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5 things we learned as Bruins win 4th straight 11.06.14 at 9:37 pm ET
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The Bruins won their fourth straight game Thursday with a 5-2 win over the Oilers (box), and it was the kind of win that should leave them with a pretty good taste in their mouths as they embark upon a long weekend without any game action.

Yes, they were playing the lowly Oilers (who didn’€™t have Taylor Hall in the lineup), but their response to falling behind early in the third period was the blow-the-doors-off kind of showing that should give them a little reminder that, as their injured defensemen continue to rehab their injuries, they can still be dominant when needed.

Dougie Hamilton had three points in 2:34, registering assists on a Loui Eriksson goal and a pair of power-play tallies from Carl Soderberg. Edmonton, meanwhile, didn’t have a shot on goal in the last 11 minutes of the game.

The win improved the B’€™s to 9-6-0 on the season.

Here are four other things we learned Thursday night.


Thursday marked David Krejci‘€™s return from what was believed to be a hip injury that had caused him to miss the previous two games. His return brought good opportunities for his line and a whole lot of penalty minutes.

Krejci’€™s line had ample opportunities over the first two periods. Seth Griffith couldn’€™t finish on a feed from Milan Lucic early in the first, while Lucic couldn’€™t get his stick on a feed in front from Griffith in the second. A bid from Krejci high in the zone with Lucic going to the net was nabbed by Scrivens later in the period.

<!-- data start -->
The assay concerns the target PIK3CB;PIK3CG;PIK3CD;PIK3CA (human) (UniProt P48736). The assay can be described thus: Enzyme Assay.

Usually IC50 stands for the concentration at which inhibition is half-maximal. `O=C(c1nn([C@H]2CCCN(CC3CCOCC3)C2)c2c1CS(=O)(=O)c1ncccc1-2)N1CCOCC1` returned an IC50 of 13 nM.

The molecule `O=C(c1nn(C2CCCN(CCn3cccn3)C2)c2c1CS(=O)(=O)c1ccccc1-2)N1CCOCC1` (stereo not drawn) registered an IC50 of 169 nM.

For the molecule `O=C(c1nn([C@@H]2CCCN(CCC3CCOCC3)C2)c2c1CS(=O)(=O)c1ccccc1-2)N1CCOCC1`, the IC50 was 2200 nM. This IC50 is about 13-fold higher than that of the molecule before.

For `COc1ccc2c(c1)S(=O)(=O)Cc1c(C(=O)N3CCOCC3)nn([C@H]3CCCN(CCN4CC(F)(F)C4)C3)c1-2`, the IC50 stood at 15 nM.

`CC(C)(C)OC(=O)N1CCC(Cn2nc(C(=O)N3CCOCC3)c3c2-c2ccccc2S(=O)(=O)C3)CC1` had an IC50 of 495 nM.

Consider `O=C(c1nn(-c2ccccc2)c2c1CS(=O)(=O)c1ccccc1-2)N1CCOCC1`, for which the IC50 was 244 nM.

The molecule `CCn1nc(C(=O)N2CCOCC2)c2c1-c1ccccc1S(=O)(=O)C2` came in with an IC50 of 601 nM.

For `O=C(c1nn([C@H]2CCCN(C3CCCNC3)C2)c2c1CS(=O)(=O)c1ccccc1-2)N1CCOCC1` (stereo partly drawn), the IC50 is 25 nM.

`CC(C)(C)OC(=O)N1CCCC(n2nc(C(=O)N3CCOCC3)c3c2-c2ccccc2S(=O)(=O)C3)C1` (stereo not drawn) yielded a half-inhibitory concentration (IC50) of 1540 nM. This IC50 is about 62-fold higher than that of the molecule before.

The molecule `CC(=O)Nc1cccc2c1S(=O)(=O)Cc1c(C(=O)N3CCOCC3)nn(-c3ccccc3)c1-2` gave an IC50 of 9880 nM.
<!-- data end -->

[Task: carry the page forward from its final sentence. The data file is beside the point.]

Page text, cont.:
The most controversial chance of the night came in the third period, however, as a high shot from Griffith on a 2-on-2 yielded a loose puck in the crease that Krejci whacked into the net, but the play was blown dead because the officials couldn’€™t see the puck. Lucic would pick up an empty netter in the final seconds of the game.

Though Krejci’€™s line had some offensive looks, the veteran center racked up more penalty minutes in the first period than he had all season entering the night. Krejci took a high-sticking double-minor at 14:34 of the first, leading to Boyd Gordon’€™s power play goal, and he was called for hooking Nail Yakupov at the end of the period.

The six penalty minutes in the opening 20 for Krejci surpassed the four penalty minutes he had in his first nine games of the season combined.


With Krejci returning to the lineup, the Bruins had an interesting choice of what to do with a few of their forwards.

That began with where to put Chris Kelly, who had played in place of Krejci with Milan Lucic and Seth Griffith the previous two games. The team opted to put Kelly on the fourth line and scratch Simon Gagne, leaving Fraser in Kelly’€™s old spot on Carl Soderberg’€™s line with Loui Eriksson. Kelly was put back on the line in place of Fraser after the trio gave up a Mark Arcobello in the third period.

The lineup to begin the game was follows:

Lucic – Krejci – Griffith
Marchand – Bergeron – Smith
Fraser – Soderberg – Eriksson
Kelly – Campbell – Paille

Seidenberg – Hamilton
Morrow – McQuaid
Warsofsky – Trotman

Though Fraser got to stick in the lineup, he didn’€™t get to play much in a night that had lots of special teams early on. Fraser is not on either of the power play or penalty kill units, so he was limited to just three shifts in the first period. He got five shifts in the second period and was unable to contest the puck that Arcobello blasted past Rask early in the third period.